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Comparison of Bromfenac vs. Ketorolac During the Induction Phase of Treatment with Topical Cyclosporine for Dry Eye Pati - PowerPoint PPT Presentation


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Comparison of Bromfenac vs. Ketorolac During the Induction Phase of Treatment with Topical Cyclosporine for Dry Eye Patients Barry A. Schechter, MD Florida Eye Microsurgical Institute Boynton Beach, Florida, USA. Consultant for Ista Pharmaceuticals Consultant for Allergan Pharmaceuticals.

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Comparison of Bromfenac vs. Ketorolac During the Induction Phase of Treatment with Topical Cyclosporine for Dry Eye PatientsBarry A. Schechter, MDFlorida Eye Microsurgical InstituteBoynton Beach, Florida, USA

Consultant for Ista Pharmaceuticals

Consultant for Allergan Pharmaceuticals


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Purpose and Methods

PURPOSE

  • Some dry eye patients have discomfort when first initiating cyclosporine therapy. NSAIDs have been shown to be helpful in reducing this discomfort

  • ( Schechter J of Ophthalmic Pharmacology & Therapeutics 2006 April; 22 (2):150-4)

  • We compared the efficacy of ketorolac 0.4% vs. bromfenac 0.09% each when used concomitantly with cyclosporine A for improvement of patient comfort during the induction phase of cyclosporine therapy for dry eye.

    METHODS

  • Randomized, prospective, single-site study

  • Patients received either bromfenac 0.09% (n=22) or ketorolac (n=21) 10 minutes prior to administering topical cyclosporine twice daily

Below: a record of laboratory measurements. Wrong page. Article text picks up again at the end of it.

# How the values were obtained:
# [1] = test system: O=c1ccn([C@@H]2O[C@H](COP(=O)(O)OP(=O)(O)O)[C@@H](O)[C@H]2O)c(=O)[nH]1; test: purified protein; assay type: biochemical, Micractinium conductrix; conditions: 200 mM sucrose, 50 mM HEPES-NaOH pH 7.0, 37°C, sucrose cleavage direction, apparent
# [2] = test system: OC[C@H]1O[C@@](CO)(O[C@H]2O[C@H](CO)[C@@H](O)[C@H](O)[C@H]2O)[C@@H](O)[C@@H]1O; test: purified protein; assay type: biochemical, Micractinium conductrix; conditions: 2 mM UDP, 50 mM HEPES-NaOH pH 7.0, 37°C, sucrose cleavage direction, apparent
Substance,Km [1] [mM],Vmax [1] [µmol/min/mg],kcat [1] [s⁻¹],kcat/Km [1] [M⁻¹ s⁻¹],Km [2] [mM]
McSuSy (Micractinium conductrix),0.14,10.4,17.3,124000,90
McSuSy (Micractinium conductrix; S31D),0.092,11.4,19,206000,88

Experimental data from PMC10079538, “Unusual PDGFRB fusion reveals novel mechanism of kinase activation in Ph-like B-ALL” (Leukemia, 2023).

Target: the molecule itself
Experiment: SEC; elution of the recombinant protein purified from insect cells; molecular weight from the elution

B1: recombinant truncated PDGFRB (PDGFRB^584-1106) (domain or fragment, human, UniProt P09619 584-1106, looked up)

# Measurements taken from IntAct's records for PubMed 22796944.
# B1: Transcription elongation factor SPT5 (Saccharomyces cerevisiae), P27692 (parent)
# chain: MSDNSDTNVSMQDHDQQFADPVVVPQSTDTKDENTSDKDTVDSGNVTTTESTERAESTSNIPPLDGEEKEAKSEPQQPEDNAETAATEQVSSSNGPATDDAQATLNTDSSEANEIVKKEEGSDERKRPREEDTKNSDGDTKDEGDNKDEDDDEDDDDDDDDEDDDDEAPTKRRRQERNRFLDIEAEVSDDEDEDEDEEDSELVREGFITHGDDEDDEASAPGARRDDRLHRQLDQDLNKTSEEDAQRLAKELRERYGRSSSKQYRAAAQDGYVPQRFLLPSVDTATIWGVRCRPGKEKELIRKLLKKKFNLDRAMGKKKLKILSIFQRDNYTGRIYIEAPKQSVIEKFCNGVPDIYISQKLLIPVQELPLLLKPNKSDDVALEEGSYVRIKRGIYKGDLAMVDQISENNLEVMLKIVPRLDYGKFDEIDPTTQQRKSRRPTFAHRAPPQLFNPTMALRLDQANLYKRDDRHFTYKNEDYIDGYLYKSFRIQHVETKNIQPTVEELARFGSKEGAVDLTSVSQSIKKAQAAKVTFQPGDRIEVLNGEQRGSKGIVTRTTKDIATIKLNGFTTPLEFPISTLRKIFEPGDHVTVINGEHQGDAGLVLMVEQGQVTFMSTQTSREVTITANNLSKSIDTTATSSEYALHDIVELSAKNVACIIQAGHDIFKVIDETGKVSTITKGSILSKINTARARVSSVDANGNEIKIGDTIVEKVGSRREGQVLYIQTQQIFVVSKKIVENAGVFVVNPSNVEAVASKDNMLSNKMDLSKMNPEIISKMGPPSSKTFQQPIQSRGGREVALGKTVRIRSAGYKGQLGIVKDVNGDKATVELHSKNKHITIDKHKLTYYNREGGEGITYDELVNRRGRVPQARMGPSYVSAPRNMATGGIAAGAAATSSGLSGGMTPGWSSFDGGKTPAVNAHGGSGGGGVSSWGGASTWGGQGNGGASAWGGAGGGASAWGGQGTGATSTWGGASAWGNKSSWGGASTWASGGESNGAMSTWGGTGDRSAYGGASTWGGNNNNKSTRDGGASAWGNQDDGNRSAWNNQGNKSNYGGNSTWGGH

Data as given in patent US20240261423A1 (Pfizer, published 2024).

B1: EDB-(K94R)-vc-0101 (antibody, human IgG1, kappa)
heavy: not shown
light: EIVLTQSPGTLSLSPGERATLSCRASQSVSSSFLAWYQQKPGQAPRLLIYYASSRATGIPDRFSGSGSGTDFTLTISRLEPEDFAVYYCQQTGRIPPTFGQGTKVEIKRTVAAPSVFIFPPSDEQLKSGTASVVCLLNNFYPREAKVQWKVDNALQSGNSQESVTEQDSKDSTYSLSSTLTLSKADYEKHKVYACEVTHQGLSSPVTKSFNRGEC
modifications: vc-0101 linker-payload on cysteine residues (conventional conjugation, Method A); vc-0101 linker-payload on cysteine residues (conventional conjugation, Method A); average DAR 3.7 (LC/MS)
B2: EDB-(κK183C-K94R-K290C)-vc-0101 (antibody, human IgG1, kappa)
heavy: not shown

• Study visits were at Baseline (Visit 1), Week 2 (Visit 2), and Week 6 (Visit 3)


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Patient Demographics

  • Mean age of the patients was 60.2 ± 11.7 years in the bromfenac group and 61.4 ± 14.5 years in the ketorolac group (P=.779)

  • 31 of the 43 patients were female (72%)


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Greater Improvement in Schirmer’s Scores with Bromfenac + cyclosporine





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Patients Reported Greater Comfort with Bromfenac + cyclosporine

  • At Visit 3, patients were asked to rate whether their drop regimen had been comfortable or painful and to rate the severity on a scale of 0 to 3 (where 0=none and 3=very painful).

    • In the bromfenac group, 17/22 patients reported that the drops were comfortable or not at all painful.

    • Conversely, in the ketorolac group, only 5/21 patients reported that the drops were comfortable or not at all painful.

      • These differences were statistically significant (P<.001).

    • In the bromfenac group, only 2/22 (9.1%) of patients reported that they had been experiencing at least mild pain

    • Conversely, in the ketorolac group, more than half (12/21, 57.1%) reported that they had been experiencing at least mild pain.

      • These differences were statistically significant (P<.001).

  • No other adverse events were reported.


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Discussion cyclosporine

  • Changes from baseline in Schirmer’s scores, tear break-up time, ocular surface staining, and OSDI scores were improved in both groups of patients. The scores, however, were significantly better with bromfenac than with ketorolac at both follow-up visits (P<.008).

  • More bromfenac patients than ketorolac patients found the drops comfortable (77% vs. 24%, P<.001) and bromfenac patients were less likely than ketorolac patients to report experiencing discomfort (9.1% vs. 57.1%, P<.001).


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Conclusion cyclosporine

  • In this study, bromfenac + cyclosporine was better tolerated than ketorolac + cyclosporine during treatment induction for dry eye.

  • All dry eye measurements (OSDI,TBUT and Schirmers scores) were better in the bromfenac+cyclosporine group than the ketorolac+cyclosporine group.


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